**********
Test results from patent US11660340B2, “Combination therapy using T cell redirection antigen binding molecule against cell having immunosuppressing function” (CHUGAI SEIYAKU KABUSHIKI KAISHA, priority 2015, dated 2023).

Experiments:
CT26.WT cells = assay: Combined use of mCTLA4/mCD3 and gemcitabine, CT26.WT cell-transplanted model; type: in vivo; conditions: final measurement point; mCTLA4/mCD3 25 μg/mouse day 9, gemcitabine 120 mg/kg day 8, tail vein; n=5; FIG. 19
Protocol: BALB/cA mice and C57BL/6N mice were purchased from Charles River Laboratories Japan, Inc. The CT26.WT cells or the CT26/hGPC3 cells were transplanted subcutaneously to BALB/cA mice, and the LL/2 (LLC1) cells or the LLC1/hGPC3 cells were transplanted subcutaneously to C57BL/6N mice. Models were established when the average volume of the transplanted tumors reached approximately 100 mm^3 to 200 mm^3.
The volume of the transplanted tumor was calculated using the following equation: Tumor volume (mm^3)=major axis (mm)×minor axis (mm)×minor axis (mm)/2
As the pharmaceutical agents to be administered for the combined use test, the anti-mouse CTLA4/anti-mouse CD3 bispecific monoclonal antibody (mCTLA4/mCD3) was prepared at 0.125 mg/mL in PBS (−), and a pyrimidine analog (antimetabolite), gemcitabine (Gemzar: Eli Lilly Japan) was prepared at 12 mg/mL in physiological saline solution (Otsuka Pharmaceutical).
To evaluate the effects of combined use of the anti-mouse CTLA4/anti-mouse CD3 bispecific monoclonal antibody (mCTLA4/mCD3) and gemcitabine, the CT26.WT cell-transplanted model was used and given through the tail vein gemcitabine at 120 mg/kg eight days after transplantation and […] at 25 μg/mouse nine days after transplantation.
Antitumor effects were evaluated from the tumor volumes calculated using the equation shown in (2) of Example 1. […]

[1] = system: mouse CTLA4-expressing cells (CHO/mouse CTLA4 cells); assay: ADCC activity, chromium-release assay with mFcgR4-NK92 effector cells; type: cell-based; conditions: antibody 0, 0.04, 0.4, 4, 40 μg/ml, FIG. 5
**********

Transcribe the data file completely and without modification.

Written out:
Test results from patent US11660340B2, “Combination therapy using T cell redirection antigen binding molecule against cell having immunosuppressing function” (CHUGAI SEIYAKU KABUSHIKI KAISHA, priority 2015, dated 2023).

Experiments:
CT26.WT cells = assay: Combined use of mCTLA4/mCD3 and gemcitabine, CT26.WT cell-transplanted model; type: in vivo; conditions: final measurement point; mCTLA4/mCD3 25 μg/mouse day 9, gemcitabine 120 mg/kg day 8, tail vein; n=5; FIG. 19
Protocol: BALB/cA mice and C57BL/6N mice were purchased from Charles River Laboratories Japan, Inc. The CT26.WT cells or the CT26/hGPC3 cells were transplanted subcutaneously to BALB/cA mice, and the LL/2 (LLC1) cells or the LLC1/hGPC3 cells were transplanted subcutaneously to C57BL/6N mice. Models were established when the average volume of the transplanted tumors reached approximately 100 mm^3 to 200 mm^3.
The volume of the transplanted tumor was calculated using the following equation: Tumor volume (mm^3)=major axis (mm)×minor axis (mm)×minor axis (mm)/2
As the pharmaceutical agents to be administered for the combined use test, the anti-mouse CTLA4/anti-mouse CD3 bispecific monoclonal antibody (mCTLA4/mCD3) was prepared at 0.125 mg/mL in PBS (−), and a pyrimidine analog (antimetabolite), gemcitabine (Gemzar: Eli Lilly Japan) was prepared at 12 mg/mL in physiological saline solution (Otsuka Pharmaceutical).
To evaluate the effects of combined use of the anti-mouse CTLA4/anti-mouse CD3 bispecific monoclonal antibody (mCTLA4/mCD3) and gemcitabine, the CT26.WT cell-transplanted model was used and given through the tail vein gemcitabine at 120 mg/kg eight days after transplantation and […] at 25 μg/mouse nine days after transplantation.
Antitumor effects were evaluated from the tumor volumes calculated using the equation shown in (2) of Example 1. […]

[1] = system: mouse CTLA4-expressing cells (CHO/mouse CTLA4 cells); assay: ADCC activity, chromium-release assay with mFcgR4-NK92 effector cells; type: cell-based; conditions: antibody 0, 0.04, 0.4, 4, 40 μg/ml, FIG. 5